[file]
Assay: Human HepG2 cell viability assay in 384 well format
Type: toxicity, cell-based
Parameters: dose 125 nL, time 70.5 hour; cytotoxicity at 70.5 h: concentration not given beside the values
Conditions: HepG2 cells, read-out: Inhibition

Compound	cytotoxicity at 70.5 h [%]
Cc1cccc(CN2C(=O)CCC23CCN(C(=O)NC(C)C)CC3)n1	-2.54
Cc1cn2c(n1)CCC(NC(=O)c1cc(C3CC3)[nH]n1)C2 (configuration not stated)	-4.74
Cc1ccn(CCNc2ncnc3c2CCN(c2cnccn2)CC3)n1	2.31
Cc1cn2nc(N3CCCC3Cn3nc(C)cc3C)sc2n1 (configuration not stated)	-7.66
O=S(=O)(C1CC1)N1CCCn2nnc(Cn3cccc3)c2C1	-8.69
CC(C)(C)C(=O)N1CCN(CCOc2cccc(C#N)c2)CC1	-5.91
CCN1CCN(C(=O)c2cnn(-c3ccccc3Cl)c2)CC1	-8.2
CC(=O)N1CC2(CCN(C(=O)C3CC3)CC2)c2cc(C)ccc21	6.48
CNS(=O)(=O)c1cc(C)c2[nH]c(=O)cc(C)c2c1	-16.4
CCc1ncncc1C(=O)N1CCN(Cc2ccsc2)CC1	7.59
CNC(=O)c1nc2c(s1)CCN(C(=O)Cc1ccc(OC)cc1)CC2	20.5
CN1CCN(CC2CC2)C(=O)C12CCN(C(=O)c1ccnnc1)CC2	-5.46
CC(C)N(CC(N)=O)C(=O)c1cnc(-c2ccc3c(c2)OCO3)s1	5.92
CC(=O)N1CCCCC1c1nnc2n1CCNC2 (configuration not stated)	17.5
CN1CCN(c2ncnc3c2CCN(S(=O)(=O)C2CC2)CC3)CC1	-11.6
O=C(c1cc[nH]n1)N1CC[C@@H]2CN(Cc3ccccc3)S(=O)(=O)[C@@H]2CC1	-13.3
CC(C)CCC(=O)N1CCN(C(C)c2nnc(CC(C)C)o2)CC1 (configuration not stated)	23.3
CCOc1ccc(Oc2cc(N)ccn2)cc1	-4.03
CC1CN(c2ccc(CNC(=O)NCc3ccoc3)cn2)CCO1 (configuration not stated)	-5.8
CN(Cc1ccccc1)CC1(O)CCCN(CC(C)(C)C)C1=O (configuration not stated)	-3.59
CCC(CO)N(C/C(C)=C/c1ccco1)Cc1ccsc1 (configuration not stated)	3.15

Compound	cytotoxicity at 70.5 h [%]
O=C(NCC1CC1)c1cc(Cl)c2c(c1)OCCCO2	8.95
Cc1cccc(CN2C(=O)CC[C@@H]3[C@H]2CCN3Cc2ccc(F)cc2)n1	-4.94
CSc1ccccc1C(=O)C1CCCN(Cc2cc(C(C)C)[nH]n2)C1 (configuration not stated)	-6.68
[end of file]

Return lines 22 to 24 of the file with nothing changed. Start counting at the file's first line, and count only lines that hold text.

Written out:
CC(C)CCC(=O)N1CCN(C(C)c2nnc(CC(C)C)o2)CC1 (configuration not stated)	23.3
CCOc1ccc(Oc2cc(N)ccn2)cc1	-4.03
CC1CN(c2ccc(CNC(=O)NCc3ccoc3)cn2)CCO1 (configuration not stated)	-5.8